A preemptive attack was planned against what would soon become the opposing sides in a war and in response to many of the actions committed against Israel. Both Syria and Egypt found their air forces almost entirely obliterated overnight by the Israeli ground forces. Possibly assuming that an attack was coming as it had been for the other states bordering Israel, Jordan attacked a small section of Israel just past the borders of Jordan’s territory. Israel of course met this with more violence, putting Jordan in a place of little resistance against the overwhelmingly powerful military Israel had created. The Egyptian, Syrian, and Jordanian armies were quickly defeated in the following minor conflicts. Israel then reclaimed the Gaza Strip, the West Bank, and the Golan Heights which had once been considered part of the Palestinian territory for itself. While they were not legally allowed to claim the territory as it had been taken in times of war, it was made evident that they would remain in indirect control of the region. While Israel had been preoccupied fortifying its military and reclaiming the regions surrounding the Jewish State, a new Palestinian movement started to show itself openly to the Israel government. This organization was known as the Palestinian Liberation Organization (PLO), and became a major player in Israel’s politics.

Throughout the time Jordan and Egypt had control over the West bank, the Gaza Strip, and East Jerusalem, they had extended citizenship to a percentage of the Palestinian refugees that had been evicted from that region years before. With the territory the Palestinians had re-entered now under Israel’s control, the Israeli government formed a military organization to govern and control the Palestinians who had settled in the region. This organization denied the Palestinians many civil rights they had given to their own citizens like the freedom of expression, and association with the press and politics. They had also limited and restricted all of the actions done by Palestinians, even something as basic as shopping, or eating in a restaurant. Nationalism from any Palestinian was considered a threat to the state, and any association with a Palestinian organization including flags, banners, and speaking of them was a punishable act by the Israeli government. Non-violent methods of protest like boycotts and divestment were also considered a threat to national security.

To spread Israel and its Jewish population further into the debated territory and make their control of the region evident, they established 245 settlements in the West Bank and Eastern Jerusalem; 145 of which being unofficial. Over 560,000 Jewish Citizens willingly moved into these settlements following their creation. This act was blatant disregard of international laws banning the military occupation of a territory outside of your own and the Fourth Geneva Convention. Several of these settlements had also been built on privately owned Palestinian land, intentionally removing the homes that had been there prior. But despite this being an unsanctioned colonization by the government of Israel, Israel continues to defend its right to this territory and actions by claiming that they are in fact not breaking any international laws.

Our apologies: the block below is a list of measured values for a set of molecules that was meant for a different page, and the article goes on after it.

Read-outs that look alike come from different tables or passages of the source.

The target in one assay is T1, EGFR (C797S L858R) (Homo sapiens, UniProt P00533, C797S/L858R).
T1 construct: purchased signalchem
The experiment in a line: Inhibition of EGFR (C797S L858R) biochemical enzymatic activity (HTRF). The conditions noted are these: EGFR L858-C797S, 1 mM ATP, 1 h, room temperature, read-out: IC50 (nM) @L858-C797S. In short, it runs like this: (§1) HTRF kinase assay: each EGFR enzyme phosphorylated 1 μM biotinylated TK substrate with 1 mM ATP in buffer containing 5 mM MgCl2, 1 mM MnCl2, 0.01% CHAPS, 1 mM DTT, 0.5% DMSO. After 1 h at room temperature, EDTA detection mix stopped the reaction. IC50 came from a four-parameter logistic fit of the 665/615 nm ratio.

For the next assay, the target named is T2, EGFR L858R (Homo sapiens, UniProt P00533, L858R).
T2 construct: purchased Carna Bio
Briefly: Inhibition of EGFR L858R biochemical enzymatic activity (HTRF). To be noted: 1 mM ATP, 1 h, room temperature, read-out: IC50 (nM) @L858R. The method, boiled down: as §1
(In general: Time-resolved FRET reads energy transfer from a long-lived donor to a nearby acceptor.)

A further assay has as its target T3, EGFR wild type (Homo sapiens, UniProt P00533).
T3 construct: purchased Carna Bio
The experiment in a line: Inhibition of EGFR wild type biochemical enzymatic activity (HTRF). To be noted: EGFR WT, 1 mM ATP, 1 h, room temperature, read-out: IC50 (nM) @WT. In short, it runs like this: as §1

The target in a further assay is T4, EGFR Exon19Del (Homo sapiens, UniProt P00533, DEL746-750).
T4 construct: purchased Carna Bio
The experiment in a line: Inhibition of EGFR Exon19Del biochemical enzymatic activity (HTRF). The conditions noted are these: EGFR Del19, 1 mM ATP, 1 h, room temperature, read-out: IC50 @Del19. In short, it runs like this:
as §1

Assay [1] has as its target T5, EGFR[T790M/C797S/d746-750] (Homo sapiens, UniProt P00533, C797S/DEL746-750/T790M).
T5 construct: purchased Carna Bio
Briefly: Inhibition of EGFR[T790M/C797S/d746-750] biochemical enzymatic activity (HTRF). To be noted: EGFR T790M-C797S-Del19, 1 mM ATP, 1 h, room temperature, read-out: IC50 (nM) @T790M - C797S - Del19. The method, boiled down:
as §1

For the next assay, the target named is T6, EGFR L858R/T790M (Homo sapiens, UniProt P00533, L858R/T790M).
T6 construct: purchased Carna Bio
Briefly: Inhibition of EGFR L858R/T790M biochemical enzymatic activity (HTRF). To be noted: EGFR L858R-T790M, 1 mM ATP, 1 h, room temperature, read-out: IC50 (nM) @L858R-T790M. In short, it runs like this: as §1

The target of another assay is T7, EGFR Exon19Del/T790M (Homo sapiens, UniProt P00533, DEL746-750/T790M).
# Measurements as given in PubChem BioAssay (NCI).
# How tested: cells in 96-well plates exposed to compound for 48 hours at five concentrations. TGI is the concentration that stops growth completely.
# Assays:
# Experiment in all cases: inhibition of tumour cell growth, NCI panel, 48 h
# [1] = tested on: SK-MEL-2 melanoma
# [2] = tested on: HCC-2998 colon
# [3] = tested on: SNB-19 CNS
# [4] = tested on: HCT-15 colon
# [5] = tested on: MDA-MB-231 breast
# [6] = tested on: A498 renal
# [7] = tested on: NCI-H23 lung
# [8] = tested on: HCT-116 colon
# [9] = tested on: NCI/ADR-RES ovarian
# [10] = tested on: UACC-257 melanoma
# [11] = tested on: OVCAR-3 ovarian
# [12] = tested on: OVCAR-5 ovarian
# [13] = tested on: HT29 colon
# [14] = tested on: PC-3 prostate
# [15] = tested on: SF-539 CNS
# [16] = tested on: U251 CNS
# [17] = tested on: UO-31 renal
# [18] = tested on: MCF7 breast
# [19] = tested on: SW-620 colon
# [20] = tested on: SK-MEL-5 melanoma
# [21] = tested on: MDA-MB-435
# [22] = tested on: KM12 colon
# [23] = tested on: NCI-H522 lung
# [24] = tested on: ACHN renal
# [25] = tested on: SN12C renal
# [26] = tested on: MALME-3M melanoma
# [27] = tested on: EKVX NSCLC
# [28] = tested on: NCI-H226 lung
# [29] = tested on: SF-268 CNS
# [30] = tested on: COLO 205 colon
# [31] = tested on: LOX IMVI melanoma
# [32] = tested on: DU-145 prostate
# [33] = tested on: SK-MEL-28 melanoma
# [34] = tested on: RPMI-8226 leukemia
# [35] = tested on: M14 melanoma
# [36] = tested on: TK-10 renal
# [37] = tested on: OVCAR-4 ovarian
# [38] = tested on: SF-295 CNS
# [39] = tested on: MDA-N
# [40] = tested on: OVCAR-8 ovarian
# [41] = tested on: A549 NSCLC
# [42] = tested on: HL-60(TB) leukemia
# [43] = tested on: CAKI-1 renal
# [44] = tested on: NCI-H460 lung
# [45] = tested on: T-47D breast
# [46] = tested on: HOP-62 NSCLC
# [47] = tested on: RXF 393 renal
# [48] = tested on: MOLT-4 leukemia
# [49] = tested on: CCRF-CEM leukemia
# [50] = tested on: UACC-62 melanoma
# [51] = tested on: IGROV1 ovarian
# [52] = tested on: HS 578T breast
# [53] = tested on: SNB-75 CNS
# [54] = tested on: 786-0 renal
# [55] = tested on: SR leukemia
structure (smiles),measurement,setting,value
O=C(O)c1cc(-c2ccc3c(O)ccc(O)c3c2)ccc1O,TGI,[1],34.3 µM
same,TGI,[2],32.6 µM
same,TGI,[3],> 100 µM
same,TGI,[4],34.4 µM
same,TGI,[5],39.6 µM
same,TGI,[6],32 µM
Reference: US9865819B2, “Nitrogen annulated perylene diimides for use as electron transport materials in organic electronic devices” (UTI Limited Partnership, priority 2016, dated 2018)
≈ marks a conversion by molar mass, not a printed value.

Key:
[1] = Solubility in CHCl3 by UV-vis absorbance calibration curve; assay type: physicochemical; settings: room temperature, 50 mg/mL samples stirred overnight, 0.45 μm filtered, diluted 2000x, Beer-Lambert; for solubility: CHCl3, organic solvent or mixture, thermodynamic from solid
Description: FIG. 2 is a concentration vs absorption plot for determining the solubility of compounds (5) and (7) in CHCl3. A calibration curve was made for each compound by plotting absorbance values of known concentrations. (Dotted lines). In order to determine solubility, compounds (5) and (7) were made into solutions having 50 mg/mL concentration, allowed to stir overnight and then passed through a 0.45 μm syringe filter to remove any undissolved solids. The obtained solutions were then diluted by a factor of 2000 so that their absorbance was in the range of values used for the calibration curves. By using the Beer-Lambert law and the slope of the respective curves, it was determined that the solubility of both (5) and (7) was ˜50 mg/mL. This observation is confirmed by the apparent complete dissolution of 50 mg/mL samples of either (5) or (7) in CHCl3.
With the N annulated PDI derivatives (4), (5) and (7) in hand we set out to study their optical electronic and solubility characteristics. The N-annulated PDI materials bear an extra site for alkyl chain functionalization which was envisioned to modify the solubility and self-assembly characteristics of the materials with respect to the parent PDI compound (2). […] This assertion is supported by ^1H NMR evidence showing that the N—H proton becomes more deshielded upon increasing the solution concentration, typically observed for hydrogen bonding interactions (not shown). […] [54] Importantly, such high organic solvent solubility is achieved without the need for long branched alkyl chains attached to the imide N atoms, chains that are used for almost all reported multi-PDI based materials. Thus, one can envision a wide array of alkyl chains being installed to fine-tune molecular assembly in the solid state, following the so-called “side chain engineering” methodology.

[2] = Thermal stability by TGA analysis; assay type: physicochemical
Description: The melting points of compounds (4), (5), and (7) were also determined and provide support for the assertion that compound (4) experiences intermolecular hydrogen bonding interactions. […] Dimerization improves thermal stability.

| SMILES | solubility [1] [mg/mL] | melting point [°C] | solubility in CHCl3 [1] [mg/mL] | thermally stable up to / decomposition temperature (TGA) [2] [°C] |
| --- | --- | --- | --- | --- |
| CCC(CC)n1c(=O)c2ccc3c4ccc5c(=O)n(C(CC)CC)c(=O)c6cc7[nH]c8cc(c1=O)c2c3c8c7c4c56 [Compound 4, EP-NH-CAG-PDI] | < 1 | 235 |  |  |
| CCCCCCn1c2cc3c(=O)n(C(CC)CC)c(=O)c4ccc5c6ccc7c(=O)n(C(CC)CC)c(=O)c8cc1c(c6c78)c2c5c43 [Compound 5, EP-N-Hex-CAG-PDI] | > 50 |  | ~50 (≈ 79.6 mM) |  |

By claiming that the West Bank and the Gaza Strip are not officially occupied because of them never having been a sovereign territory to begin with, Israel makes the claim that the territory has yet to be given to any one state and is simply an unclaimed section of land. Their involvement in those regions according to the Israeli government is to "administrate" the territory until it can be decided who it will belong to. The international community of the world has stated that this is not the case, and that international law applies to both the Gaza Strip and the West Bank despite them being unclaimed. However, no action has been taken to stop Israel and so they continue to expand their territories in the region.

After many decades of violence in the region, a peaceful compromise being made between the Palestinian population whom the majority of which are refugees, and the Jewish population whose government has refused any notion of altering Israel to more closely represent Palestine seems to be very unlikely. Is peaceful compromise even possible? According to Daniel Ayalon, Israel’s ambassador to the United States; peace is entirely possible but only if "the Palestinians make no demands and the Israelis make no concessions."

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What is the Israeli Palestinian Conflict. (2021, Mar 04). Retrieved July 13, 2024 , from